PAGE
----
So that’s a long way of saying my current status is eight days without smokes and wandering the jungle path of revisions, tracking and solving problem by problem while I do my best to have fun with it all and remember I’m lucky. It’s too easy to get caught up in the harsher notes. Listening to the softer sound is a neater rhythm. I’m learning to deal with things as they arise, so they don’t build panic like wet sneakers grow mold in the back of my coat closet.

Today was one of my most productive writing days in over a month. I got a lot figured out and down on paper. Looking at all angles is hard but necessary.
Some days are chipping away at an iceberg with a fork, and others are like setting your fingers of fire, but instead of flame, it’s words.
Can’t have one without the other.

heroes and holes to different realms

I think about Alice in Wonderland a lot. Leather bound and aged. Aside from the story being one of the first I can point to for having opened the literary realms to me, the meaning of the story and feeling it gives me adds to my daily thoughts. Seeds and caterpillars. Dreams and age. Creatures and villains.

The hero’s story is one of change and purpose. An often grabbed trope in this arc is the loss of innocence. It is something we all go through. The journey through fallen dreams and life-hardened perspectives aren’t possible without it.

The manuscript that is being edited right now was a trip I enjoyed so much I decided it had to be a series. A world I want to stay in. The project out of my hands leaves a sour hole in my chest. Something I need to fill. I’m someone that has to have something to obsess over—ideas to hobble together. Drafting the second while the first one fed through the grinder didn’t seem like something I could do at the moment. Juggling fire on a tight rope blindfolded. At least one eye. But like ideas and gardens and stewing plots, I had projects and characters on the back burner. I pumped out three short stories. These were swirling around for a good while. They came right out. Cleaned up nicely and off they went.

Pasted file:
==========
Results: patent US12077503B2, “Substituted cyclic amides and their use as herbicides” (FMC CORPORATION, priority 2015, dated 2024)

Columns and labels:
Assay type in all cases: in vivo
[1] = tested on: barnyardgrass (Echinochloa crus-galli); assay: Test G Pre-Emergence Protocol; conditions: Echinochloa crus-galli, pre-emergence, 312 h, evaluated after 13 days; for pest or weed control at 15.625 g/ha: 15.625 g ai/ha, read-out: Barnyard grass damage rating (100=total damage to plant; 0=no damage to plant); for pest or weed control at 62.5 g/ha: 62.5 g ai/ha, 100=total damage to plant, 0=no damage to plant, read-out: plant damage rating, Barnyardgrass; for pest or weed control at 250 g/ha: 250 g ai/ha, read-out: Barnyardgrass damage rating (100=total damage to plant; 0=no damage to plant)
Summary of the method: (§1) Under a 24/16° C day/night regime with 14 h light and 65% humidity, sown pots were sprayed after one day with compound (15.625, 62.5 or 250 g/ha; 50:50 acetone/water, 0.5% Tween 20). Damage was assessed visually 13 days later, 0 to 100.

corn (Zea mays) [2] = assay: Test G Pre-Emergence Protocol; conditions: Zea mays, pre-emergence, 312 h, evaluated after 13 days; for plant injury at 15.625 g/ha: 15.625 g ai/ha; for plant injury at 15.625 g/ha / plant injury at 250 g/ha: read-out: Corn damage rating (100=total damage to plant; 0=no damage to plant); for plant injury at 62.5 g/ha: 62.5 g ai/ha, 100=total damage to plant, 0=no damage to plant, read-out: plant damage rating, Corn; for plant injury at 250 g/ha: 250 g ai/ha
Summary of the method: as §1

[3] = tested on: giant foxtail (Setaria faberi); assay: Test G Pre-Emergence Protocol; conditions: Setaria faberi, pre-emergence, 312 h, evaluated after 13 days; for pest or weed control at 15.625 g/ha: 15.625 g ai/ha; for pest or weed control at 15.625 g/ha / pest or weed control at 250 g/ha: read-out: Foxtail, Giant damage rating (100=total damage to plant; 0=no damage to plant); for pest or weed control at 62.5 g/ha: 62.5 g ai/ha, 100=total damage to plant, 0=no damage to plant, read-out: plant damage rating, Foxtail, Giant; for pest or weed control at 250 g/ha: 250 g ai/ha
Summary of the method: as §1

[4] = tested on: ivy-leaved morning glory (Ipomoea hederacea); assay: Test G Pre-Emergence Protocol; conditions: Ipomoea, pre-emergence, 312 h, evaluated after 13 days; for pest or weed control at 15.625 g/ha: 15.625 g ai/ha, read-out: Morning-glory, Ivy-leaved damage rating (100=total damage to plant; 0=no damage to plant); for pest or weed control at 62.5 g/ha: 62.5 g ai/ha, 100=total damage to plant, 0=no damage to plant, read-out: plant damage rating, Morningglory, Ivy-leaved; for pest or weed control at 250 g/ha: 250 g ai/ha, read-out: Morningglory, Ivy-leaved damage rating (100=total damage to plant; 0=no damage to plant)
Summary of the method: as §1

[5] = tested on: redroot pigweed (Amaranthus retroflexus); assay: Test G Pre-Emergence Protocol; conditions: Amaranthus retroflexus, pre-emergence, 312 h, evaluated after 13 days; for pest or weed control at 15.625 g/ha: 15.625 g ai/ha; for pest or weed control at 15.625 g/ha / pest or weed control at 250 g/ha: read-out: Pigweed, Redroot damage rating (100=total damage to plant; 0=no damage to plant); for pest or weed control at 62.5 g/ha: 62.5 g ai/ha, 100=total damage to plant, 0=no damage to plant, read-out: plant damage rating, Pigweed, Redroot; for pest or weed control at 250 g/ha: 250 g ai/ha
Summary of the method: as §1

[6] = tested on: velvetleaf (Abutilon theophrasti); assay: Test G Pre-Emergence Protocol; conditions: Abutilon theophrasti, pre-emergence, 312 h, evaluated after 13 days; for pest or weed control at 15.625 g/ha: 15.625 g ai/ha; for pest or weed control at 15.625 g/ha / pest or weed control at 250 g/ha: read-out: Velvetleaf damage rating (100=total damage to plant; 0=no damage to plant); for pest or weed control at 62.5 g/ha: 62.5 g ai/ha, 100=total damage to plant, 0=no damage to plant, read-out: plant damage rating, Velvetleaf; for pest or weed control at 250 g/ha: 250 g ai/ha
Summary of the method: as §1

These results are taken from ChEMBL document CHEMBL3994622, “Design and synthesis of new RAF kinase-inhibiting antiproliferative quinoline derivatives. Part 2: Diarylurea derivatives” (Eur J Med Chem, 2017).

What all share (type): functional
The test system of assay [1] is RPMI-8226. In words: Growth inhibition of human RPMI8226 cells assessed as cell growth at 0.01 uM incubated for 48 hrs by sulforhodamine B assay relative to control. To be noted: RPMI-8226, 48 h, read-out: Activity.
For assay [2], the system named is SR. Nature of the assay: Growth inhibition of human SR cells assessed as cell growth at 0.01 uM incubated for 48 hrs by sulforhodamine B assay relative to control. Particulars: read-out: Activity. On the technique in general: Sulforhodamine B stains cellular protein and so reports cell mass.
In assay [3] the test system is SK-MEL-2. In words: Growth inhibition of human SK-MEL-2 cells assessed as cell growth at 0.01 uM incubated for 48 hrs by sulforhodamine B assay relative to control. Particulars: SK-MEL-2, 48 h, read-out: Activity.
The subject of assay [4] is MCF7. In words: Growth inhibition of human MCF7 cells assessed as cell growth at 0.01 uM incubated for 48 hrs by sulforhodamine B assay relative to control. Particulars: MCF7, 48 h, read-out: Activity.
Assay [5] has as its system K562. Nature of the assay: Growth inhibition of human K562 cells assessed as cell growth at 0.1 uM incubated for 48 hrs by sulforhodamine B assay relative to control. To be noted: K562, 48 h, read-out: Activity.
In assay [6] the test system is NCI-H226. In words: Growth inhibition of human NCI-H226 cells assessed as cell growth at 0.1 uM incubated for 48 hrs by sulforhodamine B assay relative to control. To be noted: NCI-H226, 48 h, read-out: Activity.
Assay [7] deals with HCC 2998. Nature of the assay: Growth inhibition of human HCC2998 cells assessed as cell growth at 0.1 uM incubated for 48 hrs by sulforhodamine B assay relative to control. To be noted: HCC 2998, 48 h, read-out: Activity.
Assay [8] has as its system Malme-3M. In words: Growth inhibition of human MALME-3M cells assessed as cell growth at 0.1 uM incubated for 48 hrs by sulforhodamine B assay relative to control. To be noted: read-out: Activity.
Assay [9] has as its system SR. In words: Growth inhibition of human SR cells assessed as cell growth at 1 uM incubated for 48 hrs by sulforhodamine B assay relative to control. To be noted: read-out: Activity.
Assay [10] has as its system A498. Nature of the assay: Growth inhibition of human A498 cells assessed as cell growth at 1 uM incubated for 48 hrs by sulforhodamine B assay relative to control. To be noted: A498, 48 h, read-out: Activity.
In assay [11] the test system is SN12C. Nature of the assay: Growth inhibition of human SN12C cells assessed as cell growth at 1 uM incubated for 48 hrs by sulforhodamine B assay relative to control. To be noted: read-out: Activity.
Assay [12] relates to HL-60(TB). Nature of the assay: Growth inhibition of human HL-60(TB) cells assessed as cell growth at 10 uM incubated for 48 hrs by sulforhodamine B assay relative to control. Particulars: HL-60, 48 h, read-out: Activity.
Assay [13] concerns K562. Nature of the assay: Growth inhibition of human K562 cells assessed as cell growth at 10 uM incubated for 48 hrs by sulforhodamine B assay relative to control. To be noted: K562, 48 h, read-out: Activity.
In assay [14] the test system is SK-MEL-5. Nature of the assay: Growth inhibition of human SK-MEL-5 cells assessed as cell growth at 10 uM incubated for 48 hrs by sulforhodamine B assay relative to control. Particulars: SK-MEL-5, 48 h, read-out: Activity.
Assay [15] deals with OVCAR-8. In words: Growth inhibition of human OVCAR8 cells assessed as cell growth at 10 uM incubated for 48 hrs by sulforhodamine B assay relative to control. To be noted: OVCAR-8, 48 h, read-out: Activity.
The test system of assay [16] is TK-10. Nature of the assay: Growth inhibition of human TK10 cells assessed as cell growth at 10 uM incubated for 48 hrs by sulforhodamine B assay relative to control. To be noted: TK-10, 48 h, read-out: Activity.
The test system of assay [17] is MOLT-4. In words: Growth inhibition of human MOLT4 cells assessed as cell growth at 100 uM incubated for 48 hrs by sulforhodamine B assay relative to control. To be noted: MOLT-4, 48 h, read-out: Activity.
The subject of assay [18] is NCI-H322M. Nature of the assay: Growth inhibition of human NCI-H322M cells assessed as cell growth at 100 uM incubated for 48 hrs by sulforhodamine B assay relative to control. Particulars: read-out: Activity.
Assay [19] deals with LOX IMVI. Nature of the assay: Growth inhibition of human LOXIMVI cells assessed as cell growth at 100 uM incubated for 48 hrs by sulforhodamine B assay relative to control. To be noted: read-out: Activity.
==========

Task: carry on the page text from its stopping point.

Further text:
“Okay,” I told myself. “It’s time to dive into the manuscript concept burning a whole in your back pocket.”

Because it has been trying to come out for years in different ways. I found the story and what the characters were doing. I sat down.

Nothing.

Some words.

Five different tries.

Feeling nothing. Oh wait, panic, that’s right.

I don’t know how you guys are with ideas. But, they feel like my air. When I can’t grab one I ask myself, “Was that it? Is that all I have? Am I tapped out?”

One thing that I am learning right now—something I should have probably known already but didn’t look at it as it stood in the corner pointing at me—writing sometimes means not writing.

Sometimes wandering and living and walking nowhere is how you write, how I write. Getting lost to find things. It’s hard for me not to work. I have yet to reach my career goals so most of the time it feels impossible to justify not working. But working means different things. I’ve been lucky the last nine months. I’ve been flush with ideas and energy to pump it out.
I spent four days not writing, it felt like torture, but now I have the format and voice I was looking for.
I’ve heard so many writers say, “The path to every book is different,” I can’t even count. Like so many sayings that are used too often, they lose their weight, but they exist for good reason. Every path is different. Each story has a rhythm, their own beat, and heart and blood.
So, yes, my mind is in a better spot right now. I’m getting into the groove with this book, but I’m not diving so deep in just yet. Edits for my other project will be dropping in any day. Then these ideas will wiggle and work stuff out in the background while I go through the edits.
Part of me is excited to get them back and eager to get my fingers in there and get dirty. But, I’m also nervous—before-you-get-on-a-really-loopy-rollercoaster nervous. I’m not sure what to expect. I have an idea, maybe. Guesses. The unknown is always intriguing to ponder.
The dance between liking and loathing lack of control.
I think that wraps this up, for now, I’ve gone on long enough. I’d like to sink my teeth into some drafting this strange, scary, and heartbreaking new project before my stomach and brain demands lunch.